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Sitting down with the 'other Herreshoff'

Classic book written by L. Francis Herreshoff entertains with handsome designs, candid writing and horse sense

Boats, designers, builders and sailors are a nautical writer’s daily bread. However, there are times when I try to go on a diet by picking up a hoe, a shovel or a rake to work the soil in the garden. And when the dirt gets old, I try the Body, Mind and Spirit aisle of a used-book store, taking my chances with serendipity.

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On one such occasion I picked up a little volume about meditation, but before I reached the cash register my Zen went to pot because I spied a copy of “Sensible Cruising Designs” by L. Francis Herreshoff, published in 1973 by International Marine. Instead of going home and rolling out the yoga mat, I plopped my rear end into a seat at the coffee shop to examine my acquisition, which I justified as commemoration of the man’s upcoming 120th birthday.

It didn’t take long to realize this is not your usual book about classic yacht design.

Of words and lines

“Sensible Cruising Designs,” which was published posthumously with the help of Stuart James at Rudder magazine and Muriel Vaughn, Herreshoff’s longtime secretary, is a collection of plans that L. Francis contributed to Rudder’s “How to Build” series. At the end it includes a sizeable appendix that discusses numerous LFH sailboat designs and three paddleboats. What I enjoyed most, though, was his personal writing: always candid, sometimes opinionated and never afraid of ruffling feathers.

For this reason, some of his other books like “Capt. Nat Herreshoff: The Wizard of Bristol,” “The Common Sense of Yacht Design” and “The Compleat Cruiser” are still treasured by nautical history buffs and armchair sailors. In the preface the book’s publisher, Roger Taylor, quotes a letter from famed yacht designer W. Starling Burgess: “Mr. Herrshoff’s is the sort of writing, which many people long for and seldom find … Has it occurred to you that he writes as Thoreau would have written had he been a sailor?”

L. Francis Herreshoff in Marblehead in the 1930s.

Lewis Francis Herreshoff was born in 1890 in Bristol, R.I., to famous heritage. His father was Nathanael Herreshoff, arguably one of America’s greatest yacht designers, builders and innovators. So he had big shoes to fill — which he did, after a brief detour through agriculture, (something I’ll remember next time the hoe beckons). As one of six children (five boys and one girl), L. Francis was chosen to run the family farm.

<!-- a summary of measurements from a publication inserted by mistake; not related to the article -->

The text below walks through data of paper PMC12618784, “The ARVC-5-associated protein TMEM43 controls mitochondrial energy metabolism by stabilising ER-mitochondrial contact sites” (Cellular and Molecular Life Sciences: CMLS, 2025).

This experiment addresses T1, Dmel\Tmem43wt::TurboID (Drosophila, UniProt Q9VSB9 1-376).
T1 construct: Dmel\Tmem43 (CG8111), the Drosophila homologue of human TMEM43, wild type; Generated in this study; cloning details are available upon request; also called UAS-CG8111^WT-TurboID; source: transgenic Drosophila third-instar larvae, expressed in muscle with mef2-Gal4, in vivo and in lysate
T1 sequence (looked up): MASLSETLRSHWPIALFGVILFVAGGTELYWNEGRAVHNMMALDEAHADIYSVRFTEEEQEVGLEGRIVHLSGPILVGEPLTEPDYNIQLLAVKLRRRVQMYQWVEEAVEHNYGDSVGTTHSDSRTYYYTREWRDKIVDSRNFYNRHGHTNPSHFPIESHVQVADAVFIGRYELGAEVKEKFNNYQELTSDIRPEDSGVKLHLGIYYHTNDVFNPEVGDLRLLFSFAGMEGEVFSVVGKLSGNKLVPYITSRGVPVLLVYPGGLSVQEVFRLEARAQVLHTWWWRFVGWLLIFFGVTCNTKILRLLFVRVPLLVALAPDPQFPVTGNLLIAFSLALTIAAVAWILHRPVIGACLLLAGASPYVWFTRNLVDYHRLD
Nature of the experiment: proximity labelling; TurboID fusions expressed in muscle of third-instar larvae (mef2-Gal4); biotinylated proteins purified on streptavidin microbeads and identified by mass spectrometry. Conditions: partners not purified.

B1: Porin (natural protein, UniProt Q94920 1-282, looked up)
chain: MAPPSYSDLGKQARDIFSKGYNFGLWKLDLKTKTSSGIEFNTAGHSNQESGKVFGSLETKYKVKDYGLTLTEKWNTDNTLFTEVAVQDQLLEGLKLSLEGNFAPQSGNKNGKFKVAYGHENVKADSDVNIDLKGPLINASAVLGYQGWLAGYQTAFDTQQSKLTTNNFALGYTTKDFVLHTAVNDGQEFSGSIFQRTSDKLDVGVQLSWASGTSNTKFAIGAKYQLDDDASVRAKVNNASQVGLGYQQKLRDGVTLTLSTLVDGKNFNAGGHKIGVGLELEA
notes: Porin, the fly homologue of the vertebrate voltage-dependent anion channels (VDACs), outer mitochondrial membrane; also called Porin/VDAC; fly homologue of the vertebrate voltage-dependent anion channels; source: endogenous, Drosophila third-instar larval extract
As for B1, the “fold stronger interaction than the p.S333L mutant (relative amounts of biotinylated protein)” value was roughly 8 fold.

“He attended Rhode Island State College, which was an agricultural school then,” remembers his nephew Halsey Herreshoff. “One day he probably woke up to milk the cows and thought ‘to hell with this’ and took off.” He joined the U.S. Navy in World War I and later worked with the yacht design firm of Burgess, Swasey & Paine in Boston. “In many ways, my uncle was like his father,” Halsey says. “He could design and make anything.” L. Francis went into business for himself in 1926 in Marblehead, Mass., and later lived in the replica of a Viking castle. It became known as Herreshoff Castle, which is now a bed-and-breakfast. There he worked on a humongous 25-foot drafting table.

“People say he was a loner, but I don’t agree,” says Halsey, who visited the castle frequently when he was a student at MIT. “Usually we had stew for supper and afterwards we sat in the lounge and had pleasant conversations. But he knew his likes and dislikes, so there was no discussion. Perhaps that’s what made him seem more standoffish than he really was.”

The artistry of design

There was an exchange of letters between L. Francis and his father. In one of them, Capt. Nat congratulated him on a successful design and commended his artistry, which he thought was superior to his own. And Nat was not the only one who thought so. “He had a fine eye for the right proportions in a ketch rig and knew what doesn’t belong on a boat,” notes California yacht designer Tom Wylie, who modernized the catboat concept and applied it to oceangoing yachts with unstayed ketch rigs. “I don’t agree with all of L. Francis’ ideas, but I definitely subscribe to his KISS approach.”